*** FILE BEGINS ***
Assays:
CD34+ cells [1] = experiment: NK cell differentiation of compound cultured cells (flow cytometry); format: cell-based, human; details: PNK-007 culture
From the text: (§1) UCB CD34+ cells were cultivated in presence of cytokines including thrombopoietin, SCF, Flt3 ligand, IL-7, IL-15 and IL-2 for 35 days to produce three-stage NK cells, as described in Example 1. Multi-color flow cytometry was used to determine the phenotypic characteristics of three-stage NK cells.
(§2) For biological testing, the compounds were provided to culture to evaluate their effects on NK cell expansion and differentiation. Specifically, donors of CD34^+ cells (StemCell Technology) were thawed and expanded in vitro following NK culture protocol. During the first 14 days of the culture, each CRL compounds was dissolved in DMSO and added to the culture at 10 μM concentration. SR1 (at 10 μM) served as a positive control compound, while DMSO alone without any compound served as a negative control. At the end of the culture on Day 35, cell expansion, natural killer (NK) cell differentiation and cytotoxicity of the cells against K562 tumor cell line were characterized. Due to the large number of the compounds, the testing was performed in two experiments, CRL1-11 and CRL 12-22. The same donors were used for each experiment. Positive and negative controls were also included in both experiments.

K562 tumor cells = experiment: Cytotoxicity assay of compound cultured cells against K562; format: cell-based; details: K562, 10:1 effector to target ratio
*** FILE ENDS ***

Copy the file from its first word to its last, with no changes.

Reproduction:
Assays:
CD34+ cells [1] = experiment: NK cell differentiation of compound cultured cells (flow cytometry); format: cell-based, human; details: PNK-007 culture
From the text: (§1) UCB CD34+ cells were cultivated in presence of cytokines including thrombopoietin, SCF, Flt3 ligand, IL-7, IL-15 and IL-2 for 35 days to produce three-stage NK cells, as described in Example 1. Multi-color flow cytometry was used to determine the phenotypic characteristics of three-stage NK cells.
(§2) For biological testing, the compounds were provided to culture to evaluate their effects on NK cell expansion and differentiation. Specifically, donors of CD34^+ cells (StemCell Technology) were thawed and expanded in vitro following NK culture protocol. During the first 14 days of the culture, each CRL compounds was dissolved in DMSO and added to the culture at 10 μM concentration. SR1 (at 10 μM) served as a positive control compound, while DMSO alone without any compound served as a negative control. At the end of the culture on Day 35, cell expansion, natural killer (NK) cell differentiation and cytotoxicity of the cells against K562 tumor cell line were characterized. Due to the large number of the compounds, the testing was performed in two experiments, CRL1-11 and CRL 12-22. The same donors were used for each experiment. Positive and negative controls were also included in both experiments.

K562 tumor cells = experiment: Cytotoxicity assay of compound cultured cells against K562; format: cell-based; details: K562, 10:1 effector to target ratio